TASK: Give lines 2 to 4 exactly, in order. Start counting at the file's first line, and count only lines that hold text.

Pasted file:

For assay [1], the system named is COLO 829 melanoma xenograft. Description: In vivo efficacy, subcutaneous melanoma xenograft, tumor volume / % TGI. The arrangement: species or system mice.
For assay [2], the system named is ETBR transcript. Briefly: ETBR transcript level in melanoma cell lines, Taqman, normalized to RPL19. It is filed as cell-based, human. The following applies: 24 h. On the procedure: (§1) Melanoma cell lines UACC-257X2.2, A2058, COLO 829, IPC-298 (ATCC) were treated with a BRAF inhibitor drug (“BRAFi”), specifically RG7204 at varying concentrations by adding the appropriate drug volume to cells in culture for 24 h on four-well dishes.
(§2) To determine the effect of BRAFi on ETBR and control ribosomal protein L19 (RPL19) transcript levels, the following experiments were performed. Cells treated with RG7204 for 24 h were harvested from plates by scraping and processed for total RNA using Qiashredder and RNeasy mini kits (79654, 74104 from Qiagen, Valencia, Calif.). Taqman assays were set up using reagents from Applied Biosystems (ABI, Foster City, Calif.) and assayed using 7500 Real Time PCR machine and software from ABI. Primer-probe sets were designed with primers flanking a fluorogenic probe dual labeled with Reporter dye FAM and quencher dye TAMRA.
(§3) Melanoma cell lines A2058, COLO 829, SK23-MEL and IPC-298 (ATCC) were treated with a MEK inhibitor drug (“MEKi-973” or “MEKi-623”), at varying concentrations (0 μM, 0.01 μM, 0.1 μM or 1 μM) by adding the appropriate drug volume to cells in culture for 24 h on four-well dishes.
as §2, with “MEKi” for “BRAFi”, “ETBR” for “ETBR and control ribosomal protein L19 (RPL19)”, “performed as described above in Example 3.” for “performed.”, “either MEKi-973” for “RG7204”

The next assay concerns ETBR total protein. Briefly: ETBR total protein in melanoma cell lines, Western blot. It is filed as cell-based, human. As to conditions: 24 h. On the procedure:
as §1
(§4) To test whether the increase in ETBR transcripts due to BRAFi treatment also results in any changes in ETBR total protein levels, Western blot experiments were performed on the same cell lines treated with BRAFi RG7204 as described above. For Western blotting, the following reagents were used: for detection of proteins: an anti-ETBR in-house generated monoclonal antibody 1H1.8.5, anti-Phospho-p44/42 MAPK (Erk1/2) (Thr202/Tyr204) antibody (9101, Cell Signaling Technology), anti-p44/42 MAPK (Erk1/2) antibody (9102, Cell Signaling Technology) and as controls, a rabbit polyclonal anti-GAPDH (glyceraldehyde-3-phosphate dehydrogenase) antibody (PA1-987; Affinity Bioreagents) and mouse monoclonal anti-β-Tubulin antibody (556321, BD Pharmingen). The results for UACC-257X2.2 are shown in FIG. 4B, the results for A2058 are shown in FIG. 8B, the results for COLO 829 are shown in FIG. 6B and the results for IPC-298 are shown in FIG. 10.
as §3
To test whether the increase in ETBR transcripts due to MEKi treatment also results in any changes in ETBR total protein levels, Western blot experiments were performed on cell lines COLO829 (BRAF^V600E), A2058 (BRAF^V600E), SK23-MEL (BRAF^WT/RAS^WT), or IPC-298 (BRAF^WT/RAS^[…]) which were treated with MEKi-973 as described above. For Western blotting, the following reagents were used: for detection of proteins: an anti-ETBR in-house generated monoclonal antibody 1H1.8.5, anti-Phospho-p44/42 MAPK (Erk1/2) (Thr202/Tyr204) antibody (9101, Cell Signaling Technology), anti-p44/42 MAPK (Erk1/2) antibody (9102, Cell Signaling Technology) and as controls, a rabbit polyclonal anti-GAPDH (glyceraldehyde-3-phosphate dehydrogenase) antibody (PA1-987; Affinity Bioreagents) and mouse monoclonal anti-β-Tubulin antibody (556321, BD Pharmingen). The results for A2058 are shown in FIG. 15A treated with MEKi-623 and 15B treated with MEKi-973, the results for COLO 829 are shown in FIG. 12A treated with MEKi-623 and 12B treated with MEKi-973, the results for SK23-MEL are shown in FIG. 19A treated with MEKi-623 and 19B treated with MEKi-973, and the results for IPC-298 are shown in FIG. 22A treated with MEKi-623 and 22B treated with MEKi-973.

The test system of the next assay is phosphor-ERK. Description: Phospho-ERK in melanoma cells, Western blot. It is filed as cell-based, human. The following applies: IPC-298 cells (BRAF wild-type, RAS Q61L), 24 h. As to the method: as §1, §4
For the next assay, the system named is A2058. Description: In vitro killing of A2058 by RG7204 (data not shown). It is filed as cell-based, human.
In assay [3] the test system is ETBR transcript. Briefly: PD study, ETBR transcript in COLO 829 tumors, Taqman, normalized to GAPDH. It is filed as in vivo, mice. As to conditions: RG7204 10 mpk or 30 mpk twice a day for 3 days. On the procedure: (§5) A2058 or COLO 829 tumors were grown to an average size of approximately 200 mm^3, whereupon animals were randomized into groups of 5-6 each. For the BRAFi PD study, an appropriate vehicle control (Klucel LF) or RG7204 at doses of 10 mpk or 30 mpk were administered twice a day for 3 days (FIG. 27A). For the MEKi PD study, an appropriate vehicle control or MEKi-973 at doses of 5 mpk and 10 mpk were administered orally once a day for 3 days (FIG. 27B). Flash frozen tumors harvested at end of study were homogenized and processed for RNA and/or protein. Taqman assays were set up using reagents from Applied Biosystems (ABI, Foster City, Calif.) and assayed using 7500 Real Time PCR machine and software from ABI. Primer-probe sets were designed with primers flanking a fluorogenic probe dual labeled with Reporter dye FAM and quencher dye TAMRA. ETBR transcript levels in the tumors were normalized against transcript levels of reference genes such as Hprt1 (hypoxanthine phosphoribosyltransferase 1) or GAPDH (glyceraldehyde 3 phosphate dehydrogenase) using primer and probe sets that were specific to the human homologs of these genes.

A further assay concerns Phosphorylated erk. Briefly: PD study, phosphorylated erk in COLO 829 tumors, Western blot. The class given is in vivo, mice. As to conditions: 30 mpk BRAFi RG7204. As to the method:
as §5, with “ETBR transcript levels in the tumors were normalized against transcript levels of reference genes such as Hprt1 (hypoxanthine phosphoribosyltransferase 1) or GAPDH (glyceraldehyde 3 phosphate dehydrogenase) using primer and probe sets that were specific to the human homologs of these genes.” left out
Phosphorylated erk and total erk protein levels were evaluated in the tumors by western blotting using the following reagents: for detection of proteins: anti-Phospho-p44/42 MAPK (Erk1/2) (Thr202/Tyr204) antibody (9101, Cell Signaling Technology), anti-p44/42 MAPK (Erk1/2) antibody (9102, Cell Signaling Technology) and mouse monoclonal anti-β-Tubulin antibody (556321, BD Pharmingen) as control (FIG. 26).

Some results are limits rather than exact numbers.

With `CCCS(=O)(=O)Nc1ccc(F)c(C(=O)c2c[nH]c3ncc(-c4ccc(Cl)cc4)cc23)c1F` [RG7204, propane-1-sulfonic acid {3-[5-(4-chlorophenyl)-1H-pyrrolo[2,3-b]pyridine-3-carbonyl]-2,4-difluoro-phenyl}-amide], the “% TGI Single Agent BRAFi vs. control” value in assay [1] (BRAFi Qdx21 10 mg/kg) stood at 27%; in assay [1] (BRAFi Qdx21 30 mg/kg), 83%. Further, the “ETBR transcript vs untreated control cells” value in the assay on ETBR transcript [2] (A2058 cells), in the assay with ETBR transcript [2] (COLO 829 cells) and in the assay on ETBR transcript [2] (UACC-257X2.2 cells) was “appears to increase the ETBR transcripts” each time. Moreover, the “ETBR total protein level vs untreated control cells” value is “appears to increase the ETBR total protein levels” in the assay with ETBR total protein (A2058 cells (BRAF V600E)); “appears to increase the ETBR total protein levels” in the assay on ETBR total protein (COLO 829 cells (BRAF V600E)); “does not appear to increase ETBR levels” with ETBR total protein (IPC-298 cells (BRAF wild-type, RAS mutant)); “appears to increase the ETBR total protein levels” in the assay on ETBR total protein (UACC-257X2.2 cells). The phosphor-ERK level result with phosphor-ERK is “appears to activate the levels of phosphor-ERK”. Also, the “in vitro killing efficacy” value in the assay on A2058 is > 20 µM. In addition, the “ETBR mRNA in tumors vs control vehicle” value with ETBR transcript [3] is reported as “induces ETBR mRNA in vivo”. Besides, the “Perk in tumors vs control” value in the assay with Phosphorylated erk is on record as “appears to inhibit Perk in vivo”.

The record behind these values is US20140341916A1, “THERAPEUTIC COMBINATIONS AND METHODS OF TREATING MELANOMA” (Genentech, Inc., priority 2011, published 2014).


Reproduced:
For assay [2], the system named is ETBR transcript. Briefly: ETBR transcript level in melanoma cell lines, Taqman, normalized to RPL19. It is filed as cell-based, human. The following applies: 24 h. On the procedure: (§1) Melanoma cell lines UACC-257X2.2, A2058, COLO 829, IPC-298 (ATCC) were treated with a BRAF inhibitor drug (“BRAFi”), specifically RG7204 at varying concentrations by adding the appropriate drug volume to cells in culture for 24 h on four-well dishes.
(§2) To determine the effect of BRAFi on ETBR and control ribosomal protein L19 (RPL19) transcript levels, the following experiments were performed. Cells treated with RG7204 for 24 h were harvested from plates by scraping and processed for total RNA using Qiashredder and RNeasy mini kits (79654, 74104 from Qiagen, Valencia, Calif.). Taqman assays were set up using reagents from Applied Biosystems (ABI, Foster City, Calif.) and assayed using 7500 Real Time PCR machine and software from ABI. Primer-probe sets were designed with primers flanking a fluorogenic probe dual labeled with Reporter dye FAM and quencher dye TAMRA.
(§3) Melanoma cell lines A2058, COLO 829, SK23-MEL and IPC-298 (ATCC) were treated with a MEK inhibitor drug (“MEKi-973” or “MEKi-623”), at varying concentrations (0 μM, 0.01 μM, 0.1 μM or 1 μM) by adding the appropriate drug volume to cells in culture for 24 h on four-well dishes.